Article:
There’s a place where you’ll find flying cars, televisions as big as walls and toilets that respond to voice commands. It’s the annual Consumer Electronics Show in Las ­Vegas, where 4,400 companies recently put their latest, greatest tech gadgets on display. Some gadgets are still years away from the marketplace. Others aren’t anything the average person would want to spend money on—do you really want to talk to your toilet? But we chose some clever new consumer technologies at the show that are available now or likely to be available by the end of the year, including…

Home Tech

Pet food bowl that uses advanced ­facial recognition: Mookkie is designed for households that have more than one pet. If one of your pets tends to steal food from the other or one of your pets requires a special diet, Mookkie’s cameras and software can confirm that the correct animal is standing in front of the bowl before providing access to the food. When that pet steps away, any remaining food is covered up. Mookkie also can send alerts to the pet owner’s phone when the bowl is empty in case you wish to keep track of when your pet eats. It’s expected to be available in September for $189.

Laundry-folding machine: Foldimate can fold your clothes for you. A laundry load of 25 items takes Foldimate about five minutes. It can handle most shirts, blouses, pants and standard-sized towels and ­pillowcases…but not sheets, thick hoodies, socks or baby clothes. The catch—it’s pricey, and you have to feed it articles of clothing one at a time. Still, Foldimate could be useful for people who have issues that make folding clothes a challenge…and for people who ­really hate folding laundry. It’s expected to be available by the end of 2019 with an estimated price of $980.

Disappearing TV: LG OLED TV R (65R9) is a 65-inch TV that vanishes when not in use—it rolls itself up into a piece of furniture that looks like a modern, low-­profile console table. When you want to watch TV, you push a button on its remote—or use voice commands—and the big, 4K-resolution flat screen rises into place in seconds. Speakers are built in, though you can use external speakers if you wish. It’s a way to have a big TV yet not have that big screen dominate your room when you’re not watching it. It’s expected to become available in the second half of 2019, but pricing has not yet been announced.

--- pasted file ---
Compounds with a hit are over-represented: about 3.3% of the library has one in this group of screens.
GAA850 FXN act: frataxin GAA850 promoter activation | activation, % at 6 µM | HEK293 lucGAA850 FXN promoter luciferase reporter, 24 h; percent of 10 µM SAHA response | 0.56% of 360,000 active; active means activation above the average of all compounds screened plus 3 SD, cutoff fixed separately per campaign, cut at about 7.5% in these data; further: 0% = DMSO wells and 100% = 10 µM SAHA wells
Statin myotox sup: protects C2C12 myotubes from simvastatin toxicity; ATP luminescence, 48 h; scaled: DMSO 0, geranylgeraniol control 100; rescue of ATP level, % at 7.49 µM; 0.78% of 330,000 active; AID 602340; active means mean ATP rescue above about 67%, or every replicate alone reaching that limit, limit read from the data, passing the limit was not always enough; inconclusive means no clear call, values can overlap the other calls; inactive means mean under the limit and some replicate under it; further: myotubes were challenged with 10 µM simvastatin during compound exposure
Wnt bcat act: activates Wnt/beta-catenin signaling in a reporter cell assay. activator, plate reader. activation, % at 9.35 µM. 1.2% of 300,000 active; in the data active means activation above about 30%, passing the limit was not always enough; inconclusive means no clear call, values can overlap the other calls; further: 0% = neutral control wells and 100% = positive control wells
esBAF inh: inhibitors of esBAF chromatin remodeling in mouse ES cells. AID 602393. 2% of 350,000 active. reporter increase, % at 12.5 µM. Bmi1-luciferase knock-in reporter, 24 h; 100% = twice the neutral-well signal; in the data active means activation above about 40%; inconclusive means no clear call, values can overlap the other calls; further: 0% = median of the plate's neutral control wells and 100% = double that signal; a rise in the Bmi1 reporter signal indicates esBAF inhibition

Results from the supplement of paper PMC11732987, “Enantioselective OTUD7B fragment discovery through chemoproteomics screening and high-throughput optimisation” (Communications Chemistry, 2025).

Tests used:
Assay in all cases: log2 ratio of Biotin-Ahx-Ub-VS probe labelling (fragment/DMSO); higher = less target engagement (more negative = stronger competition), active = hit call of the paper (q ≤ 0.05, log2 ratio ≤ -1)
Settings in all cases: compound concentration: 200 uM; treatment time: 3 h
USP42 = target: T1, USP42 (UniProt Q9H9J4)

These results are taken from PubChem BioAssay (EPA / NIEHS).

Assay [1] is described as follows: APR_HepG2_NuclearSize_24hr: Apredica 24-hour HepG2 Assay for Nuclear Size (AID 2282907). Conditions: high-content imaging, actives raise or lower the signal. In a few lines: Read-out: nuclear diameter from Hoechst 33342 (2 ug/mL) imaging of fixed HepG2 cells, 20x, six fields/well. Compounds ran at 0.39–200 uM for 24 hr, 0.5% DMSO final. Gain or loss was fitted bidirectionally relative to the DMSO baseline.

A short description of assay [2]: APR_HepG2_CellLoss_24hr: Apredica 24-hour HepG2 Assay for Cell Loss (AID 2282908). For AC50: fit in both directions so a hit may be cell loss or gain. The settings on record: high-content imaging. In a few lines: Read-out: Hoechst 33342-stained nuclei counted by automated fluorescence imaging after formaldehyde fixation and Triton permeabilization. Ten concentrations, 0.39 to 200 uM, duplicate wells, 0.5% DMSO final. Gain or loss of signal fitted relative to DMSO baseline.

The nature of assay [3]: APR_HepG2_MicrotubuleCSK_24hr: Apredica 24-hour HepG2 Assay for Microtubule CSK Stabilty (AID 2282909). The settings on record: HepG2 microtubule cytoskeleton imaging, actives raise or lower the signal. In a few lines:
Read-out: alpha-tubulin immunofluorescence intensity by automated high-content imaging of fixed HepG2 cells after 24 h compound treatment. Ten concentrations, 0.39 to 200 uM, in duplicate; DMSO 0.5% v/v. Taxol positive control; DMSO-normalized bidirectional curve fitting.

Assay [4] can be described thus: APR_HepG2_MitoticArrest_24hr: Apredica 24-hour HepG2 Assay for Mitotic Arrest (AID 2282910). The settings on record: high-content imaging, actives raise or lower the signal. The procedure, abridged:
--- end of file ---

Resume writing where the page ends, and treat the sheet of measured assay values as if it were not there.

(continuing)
Foolproof beer brewing: LG HomeBrew is a tabletop beer-­brewing machine that’s as simple to use—though not as quick—as a Keurig coffeemaker. The ingredients you need will be sold in pods, dramatically reducing the odds of making mistakes. Just insert a pod, add water and hit the start button. Approximately two weeks later, you’ll have about 1.3 gallons of home-brewed beer ready to drink right from the unit’s built-in tap. Five beer styles will be available initially—American IPA, pale ale, stout, witbier and pilsner. When you’ve finished drinking a batch of beer, the device can clean itself. LG has not yet announced pricing or a release date.

Health and Beauty Tech

Ultra-quick toothbrushing: FasTeesH Y-Brush claims to be able to brush your teeth effectively in just 10 seconds. It doesn’t look like a toothbrush—more like a mouthguard with nylon bristles inside. You put toothpaste inside it, position it over your upper teeth, press a button to make it vibrate for five seconds, then turn it over and press the button again to brush your lower teeth. It’s available in four sizes to fit different mouths. Mouthpieces should be replaced ­every six months and cost between $20 and $25. The company claims that by brushing all of the upper or lower teeth on all sides all at once, the Y-Brush can clean teeth better in 10 seconds than traditional brushing can in two minutes. It’s expected to be available in April for about $125.